Mary Beth Minnis
Mary Beth has dedicated her life to telling compelling stories that reveal truth and bring hope to everyone she meets. Striving to bring individual stories of redemption, hope, and truth to the world, she has produced a number of documentary and narrative-style films. Most recently Mary Beth executive produced JUMP SHOT ~ The Kenny Sailors Story, which features Steph Curry, Kevin Durant and Dirk Nowitzki and also produced Imperdonabile/UNFORGIVABLE which tells the story of Alice and Emmanuel who were on opposing sides during the 1994 Genocide against the Tutsi in Rwanda. In 2014 and 2015 Mary Beth associate produced IMBA MEANS SING and then produced RETURN TO MOGADISHU: REMEMBERING BLACK HAWK DOWN. In 2016, Mary Beth continued her passion to tell redemptive stories by associate producing MAMA RWANDA, which chronicles two Rwandan women-entrepreneurs who prevailed over extreme poverty in the shadow of genocide. She then went on to executive produce, TOWER, the story of the heroes that emerged from the 1966 shootings at the University of Texas tower and winning an Emmy for Best Historical Documentary in 2018. Mary Beth’s passion is to tell life changing stories that resonate and change the culture. It fuels her heartbeat and her guiding light is God who is the source of her every direction.
Kathleen Cooke – The media and entertainment is challenging. One must fight a battle to get something in production, battle each day on the set to make it come to life and then battle to get it seen. How have you learned to fight these endless battles?
Mary Beth Minnis – It is easy to forget that we are all engaged in a spiritual battle. Recently the Lord has reminded me of the importance of putting on the Armor of God each day. He has also reminded me that I am not in the battle alone. He has provided warriors alongside me, both men and women whose prayers are effective at deflecting the enemy’s arrows. Knowing I am not alone and being aware of the true battle I am engaged in has helped tremendously.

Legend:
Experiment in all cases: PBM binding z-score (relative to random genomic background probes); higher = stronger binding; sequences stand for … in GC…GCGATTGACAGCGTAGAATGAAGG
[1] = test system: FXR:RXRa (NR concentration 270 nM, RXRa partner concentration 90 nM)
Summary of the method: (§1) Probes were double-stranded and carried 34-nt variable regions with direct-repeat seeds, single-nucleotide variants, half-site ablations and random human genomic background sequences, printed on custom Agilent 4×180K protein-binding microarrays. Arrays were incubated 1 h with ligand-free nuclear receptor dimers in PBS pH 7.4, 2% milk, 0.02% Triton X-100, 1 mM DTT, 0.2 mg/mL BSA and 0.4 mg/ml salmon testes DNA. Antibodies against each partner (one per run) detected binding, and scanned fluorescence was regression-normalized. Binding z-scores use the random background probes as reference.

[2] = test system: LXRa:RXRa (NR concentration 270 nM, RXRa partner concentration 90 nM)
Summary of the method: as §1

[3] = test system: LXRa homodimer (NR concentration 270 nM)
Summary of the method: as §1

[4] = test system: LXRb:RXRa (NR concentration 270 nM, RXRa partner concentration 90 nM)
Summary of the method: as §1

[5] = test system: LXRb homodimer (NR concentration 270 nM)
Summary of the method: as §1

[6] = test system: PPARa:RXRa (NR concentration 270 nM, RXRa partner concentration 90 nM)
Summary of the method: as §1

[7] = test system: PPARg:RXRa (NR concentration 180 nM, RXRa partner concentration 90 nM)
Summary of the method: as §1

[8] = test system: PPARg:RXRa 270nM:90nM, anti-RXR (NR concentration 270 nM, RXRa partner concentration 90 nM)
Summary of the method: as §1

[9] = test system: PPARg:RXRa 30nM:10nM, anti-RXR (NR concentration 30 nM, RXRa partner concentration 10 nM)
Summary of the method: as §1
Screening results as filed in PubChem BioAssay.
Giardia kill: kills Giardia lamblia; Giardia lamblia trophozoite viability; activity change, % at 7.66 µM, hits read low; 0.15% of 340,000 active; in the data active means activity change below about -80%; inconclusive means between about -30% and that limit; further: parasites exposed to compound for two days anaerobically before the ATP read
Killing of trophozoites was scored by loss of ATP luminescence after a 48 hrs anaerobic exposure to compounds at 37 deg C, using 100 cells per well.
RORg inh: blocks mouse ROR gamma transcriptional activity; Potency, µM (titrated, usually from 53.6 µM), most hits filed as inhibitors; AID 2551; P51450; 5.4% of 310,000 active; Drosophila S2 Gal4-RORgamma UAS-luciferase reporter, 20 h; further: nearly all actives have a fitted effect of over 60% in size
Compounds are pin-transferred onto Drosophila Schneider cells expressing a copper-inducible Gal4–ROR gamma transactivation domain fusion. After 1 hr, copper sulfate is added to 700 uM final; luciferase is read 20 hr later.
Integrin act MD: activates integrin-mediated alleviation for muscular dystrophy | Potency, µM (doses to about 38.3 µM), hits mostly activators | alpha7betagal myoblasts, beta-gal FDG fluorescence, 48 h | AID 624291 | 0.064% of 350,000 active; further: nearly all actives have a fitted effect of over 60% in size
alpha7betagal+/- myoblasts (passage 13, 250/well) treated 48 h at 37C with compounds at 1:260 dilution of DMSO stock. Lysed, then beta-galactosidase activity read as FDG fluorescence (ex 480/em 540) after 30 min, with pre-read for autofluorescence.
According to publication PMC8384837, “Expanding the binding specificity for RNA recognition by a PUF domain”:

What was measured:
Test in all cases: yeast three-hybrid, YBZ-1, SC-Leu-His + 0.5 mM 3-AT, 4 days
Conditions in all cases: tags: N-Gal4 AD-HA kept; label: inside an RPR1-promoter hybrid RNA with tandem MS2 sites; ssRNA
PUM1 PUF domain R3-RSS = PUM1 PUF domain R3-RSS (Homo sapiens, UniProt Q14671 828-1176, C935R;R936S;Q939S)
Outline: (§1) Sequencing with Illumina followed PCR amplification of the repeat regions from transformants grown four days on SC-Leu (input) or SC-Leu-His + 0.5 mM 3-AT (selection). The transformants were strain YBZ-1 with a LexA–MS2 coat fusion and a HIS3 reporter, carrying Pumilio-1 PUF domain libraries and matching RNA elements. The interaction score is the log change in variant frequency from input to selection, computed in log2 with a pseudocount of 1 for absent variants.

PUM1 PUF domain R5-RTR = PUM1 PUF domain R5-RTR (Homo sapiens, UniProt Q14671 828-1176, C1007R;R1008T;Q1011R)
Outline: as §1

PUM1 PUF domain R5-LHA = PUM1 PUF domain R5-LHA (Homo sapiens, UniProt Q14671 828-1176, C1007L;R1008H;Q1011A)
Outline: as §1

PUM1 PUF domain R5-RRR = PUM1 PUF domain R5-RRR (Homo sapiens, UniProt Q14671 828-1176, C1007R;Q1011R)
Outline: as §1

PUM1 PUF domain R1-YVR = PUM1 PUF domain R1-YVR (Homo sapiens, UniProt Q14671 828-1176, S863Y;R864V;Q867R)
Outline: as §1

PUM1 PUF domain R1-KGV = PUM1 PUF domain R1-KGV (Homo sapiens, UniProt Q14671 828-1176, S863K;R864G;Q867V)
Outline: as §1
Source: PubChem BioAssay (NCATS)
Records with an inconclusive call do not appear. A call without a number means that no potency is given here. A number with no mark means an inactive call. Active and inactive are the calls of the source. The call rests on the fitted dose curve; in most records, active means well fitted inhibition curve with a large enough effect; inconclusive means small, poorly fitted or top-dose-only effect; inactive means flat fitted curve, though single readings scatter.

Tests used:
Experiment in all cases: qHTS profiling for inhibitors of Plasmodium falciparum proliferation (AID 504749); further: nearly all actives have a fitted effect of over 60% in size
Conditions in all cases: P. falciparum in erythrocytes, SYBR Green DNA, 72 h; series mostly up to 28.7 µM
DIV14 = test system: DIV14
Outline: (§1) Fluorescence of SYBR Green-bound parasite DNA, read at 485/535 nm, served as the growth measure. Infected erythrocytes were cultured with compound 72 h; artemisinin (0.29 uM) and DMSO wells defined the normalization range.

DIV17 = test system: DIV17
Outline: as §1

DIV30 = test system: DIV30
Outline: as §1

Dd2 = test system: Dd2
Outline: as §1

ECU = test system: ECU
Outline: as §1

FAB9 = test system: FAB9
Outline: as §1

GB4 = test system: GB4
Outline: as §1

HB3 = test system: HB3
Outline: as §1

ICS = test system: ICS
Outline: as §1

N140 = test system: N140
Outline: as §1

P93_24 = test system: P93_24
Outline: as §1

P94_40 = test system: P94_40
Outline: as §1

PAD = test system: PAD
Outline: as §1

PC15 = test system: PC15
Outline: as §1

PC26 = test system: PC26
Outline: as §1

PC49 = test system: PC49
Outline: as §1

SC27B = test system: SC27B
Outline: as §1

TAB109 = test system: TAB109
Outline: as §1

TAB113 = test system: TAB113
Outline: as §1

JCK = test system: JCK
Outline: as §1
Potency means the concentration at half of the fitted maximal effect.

Kathleen – Film production is a collaborating effort of people with various personalities and skill levels. Mistakes are often made on passion projects. How have you dealt with failure and mistakes?
Mary Beth – Many of my films have a theme of forgiveness in them, but it is especially central to the story of UNFORGIVABLE. The two subjects of the documentary short walk through the reconciliation and forgiveness process in one of the most unforgivable situations, the 1994 Genocide Against the Tutsi in Rwanda. Producing this short and getting to know Alice & Emmanuel and their journeys challenges me on the deepest level. Since making the film and traveling to screen it, I have had many more circumstances arise in my life where forgiveness is needed. Alice has served as an incredible example to me and I hope to emulate her faith, humility and strength in my life and relationships.
Kathleen – Producing your recent film, JUMP, demanded a never ending schedule. What is the one thing you have learned when there is never enough time and meeting deadlines?
Mary Beth – Being a type A, driven person, it is counter to my nature to “be still” and to rest. My tendency it just to keep pushing myself. But as I have continued to work as a producer, I have found it is essential that I prioritize rest. It is a reflection of my faith. When I prioritize rest, I am demonstrating that everything is not up to me and my effort, it demonstrates that I believe the Lord is the One at work through me and He works even as I sleep!
Kathleen – God has placed you in front of influential people and in strategic places within your film career. What would you say to someone about being an influencer?
Mary Beth – I heard it once said that people may not always remember what you said to them, but they will remember how you made them feel. It rang true to me when I first heard it and it has stayed with me. As I think about the various people I interact with in the film industry, I hope that they are left with the impression that I sincerely listened to them. I hope the thing they remember from our interaction however small is that I was fully present and engaged and genuinely interested in them and what they had to say. Eugene Peterson in The Contemplative Pastor offered this question, “How many people have you listened to in Christ this week?” It is a powerful question and one of the ways we can have the greatest influence.